The present study has several limitations that warrant mention. First, the patients’ bone mineral density, which might have affected tunnel enlargement, was not assessed. Second, the follow-up period was only 1 year. However, although the follow-up period was short, tunnel enlargement was generally increased 24 weeks post-operatively. Third, the low statistical power of the study might have been the reason for the lack of significant differences between certain variables. Fourth, tunnel enlargement was evaluated on 2D CT and not 3D CT. Recent studies have shown that the use of 3D CT might be beneficial for evaluating the size of the bone tunnels after ACL reconstruction [6, 23]. Fifth, this study was retrospective in nature. Finally, the patients were not compared with other groups of patients, such as those undergoing anatomic single-bundle reconstruction or patients in whom interference screw fixation techniques were applied.

Several previous reports have examined tunnel enlargement after ACLR. However, the strengths of the present study are that the patients in the two groups were comparable in terms of sex, graft type, and surgical technique and that they underwent the same rehabilitation programme. The findings of this study suggest the need for surgeons to be aware of the possibility of tunnel enlargement when double-bundle ACLR is performed for patients aged >40 years.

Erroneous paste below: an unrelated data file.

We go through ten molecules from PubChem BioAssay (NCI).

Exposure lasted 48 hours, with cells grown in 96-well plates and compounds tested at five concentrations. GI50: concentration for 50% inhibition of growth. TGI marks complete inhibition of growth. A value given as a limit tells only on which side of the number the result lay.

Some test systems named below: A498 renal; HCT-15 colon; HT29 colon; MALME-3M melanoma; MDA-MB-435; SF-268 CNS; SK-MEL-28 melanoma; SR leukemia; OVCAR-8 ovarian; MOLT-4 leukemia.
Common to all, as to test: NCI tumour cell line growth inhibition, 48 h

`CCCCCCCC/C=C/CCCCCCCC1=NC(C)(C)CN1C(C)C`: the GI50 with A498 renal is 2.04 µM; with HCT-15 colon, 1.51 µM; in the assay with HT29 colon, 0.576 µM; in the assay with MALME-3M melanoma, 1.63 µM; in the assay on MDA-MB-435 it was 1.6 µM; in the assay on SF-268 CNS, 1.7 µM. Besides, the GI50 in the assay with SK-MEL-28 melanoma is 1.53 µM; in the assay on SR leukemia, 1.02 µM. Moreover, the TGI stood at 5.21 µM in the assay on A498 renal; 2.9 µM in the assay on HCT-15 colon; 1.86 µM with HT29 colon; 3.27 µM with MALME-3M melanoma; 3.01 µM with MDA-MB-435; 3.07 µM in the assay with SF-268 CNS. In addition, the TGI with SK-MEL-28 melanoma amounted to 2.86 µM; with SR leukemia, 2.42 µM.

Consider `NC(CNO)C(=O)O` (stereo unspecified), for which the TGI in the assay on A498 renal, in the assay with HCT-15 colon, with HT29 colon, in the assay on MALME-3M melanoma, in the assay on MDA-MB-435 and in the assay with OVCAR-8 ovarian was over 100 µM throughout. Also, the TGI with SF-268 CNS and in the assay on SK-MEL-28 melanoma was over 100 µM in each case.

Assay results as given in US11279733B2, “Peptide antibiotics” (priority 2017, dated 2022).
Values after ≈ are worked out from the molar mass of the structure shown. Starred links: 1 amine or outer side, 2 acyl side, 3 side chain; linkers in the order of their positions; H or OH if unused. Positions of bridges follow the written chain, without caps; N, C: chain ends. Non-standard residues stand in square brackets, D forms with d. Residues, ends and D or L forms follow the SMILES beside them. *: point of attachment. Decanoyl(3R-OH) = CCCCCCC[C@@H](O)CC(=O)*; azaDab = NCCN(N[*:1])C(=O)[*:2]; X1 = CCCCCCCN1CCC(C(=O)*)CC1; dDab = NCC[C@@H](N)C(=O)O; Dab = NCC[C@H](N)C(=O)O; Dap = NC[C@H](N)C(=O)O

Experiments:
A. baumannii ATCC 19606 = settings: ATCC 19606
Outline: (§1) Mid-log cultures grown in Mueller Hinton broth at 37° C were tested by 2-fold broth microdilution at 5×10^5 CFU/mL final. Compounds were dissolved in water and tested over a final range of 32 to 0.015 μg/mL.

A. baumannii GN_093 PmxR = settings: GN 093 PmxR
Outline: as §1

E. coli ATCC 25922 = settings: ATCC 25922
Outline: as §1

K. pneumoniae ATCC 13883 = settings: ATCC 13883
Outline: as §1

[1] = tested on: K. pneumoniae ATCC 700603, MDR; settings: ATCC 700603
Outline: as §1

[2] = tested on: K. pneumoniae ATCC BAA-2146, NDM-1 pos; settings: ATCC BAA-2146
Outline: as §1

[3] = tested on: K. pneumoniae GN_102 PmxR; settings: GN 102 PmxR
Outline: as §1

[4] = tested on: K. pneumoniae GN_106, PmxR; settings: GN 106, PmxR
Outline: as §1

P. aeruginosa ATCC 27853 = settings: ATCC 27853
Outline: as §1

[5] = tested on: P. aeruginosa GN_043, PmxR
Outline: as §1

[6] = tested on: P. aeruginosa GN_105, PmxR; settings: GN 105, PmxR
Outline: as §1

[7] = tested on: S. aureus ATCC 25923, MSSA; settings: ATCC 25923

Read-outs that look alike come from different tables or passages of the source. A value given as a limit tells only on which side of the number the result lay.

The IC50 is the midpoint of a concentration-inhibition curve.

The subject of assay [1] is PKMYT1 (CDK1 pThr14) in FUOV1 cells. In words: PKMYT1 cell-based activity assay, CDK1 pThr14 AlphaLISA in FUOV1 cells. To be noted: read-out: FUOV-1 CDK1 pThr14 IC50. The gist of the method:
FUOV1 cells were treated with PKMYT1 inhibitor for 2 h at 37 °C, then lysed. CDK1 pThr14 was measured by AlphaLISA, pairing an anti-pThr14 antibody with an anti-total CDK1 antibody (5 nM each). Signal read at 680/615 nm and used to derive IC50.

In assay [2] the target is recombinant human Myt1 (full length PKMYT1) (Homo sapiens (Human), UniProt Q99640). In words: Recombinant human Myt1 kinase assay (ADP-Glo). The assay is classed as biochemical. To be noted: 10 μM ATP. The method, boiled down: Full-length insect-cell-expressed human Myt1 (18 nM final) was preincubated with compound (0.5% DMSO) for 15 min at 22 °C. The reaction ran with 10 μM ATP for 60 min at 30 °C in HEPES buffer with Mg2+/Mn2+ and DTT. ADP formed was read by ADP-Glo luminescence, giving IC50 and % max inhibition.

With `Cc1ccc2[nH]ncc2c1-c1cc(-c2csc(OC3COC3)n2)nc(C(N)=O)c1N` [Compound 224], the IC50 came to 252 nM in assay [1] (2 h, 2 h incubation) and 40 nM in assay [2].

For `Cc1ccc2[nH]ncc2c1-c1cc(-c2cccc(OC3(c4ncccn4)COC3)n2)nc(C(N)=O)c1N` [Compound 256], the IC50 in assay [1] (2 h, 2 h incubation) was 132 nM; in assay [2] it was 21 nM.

Conclusion

The percentage of enlargement of the FAMT and TAMT was associated with the age of patients undergoing double-bundle ACLR using hamstring tendon autografts. Patient age was one of the preoperative factors associated with tunnel enlargement.

Notes

Compliance with ethical standards

Conflict of interest

The authors declare no conflict of interest in association with the present study.

Funding

No external source of funding was used.

Ethical approval

Institutional review board approval for the study was provided by Zensyukai Hospital (No. 28060801).

Informed consent

Informed consent has been obtained by all study objects.

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Copyright information

© European Society of Sports Traumatology, Knee Surgery, Arthroscopy (ESSKA) 2017

Authors and Affiliations

  • Shinya Yanagisawa
    • 1
  • Masashi Kimura
    • 1
  • Keiichi Hagiwara
    • 1
  • Atsuko Ogoshi
    • 1
  • Tomoyuki Nakagawa
    • 1
  • Hiroyuki Shiozawa
    • 1
  • Takashi Ohsawa
    • 2
  1. 1.Zensyukai Hospital Gunma Sports Medicine Research CenterMaebashiJapan
  2. 2.Department of Orthopaedic SurgeryGunma University Graduate School of MedicineMaebashiJapan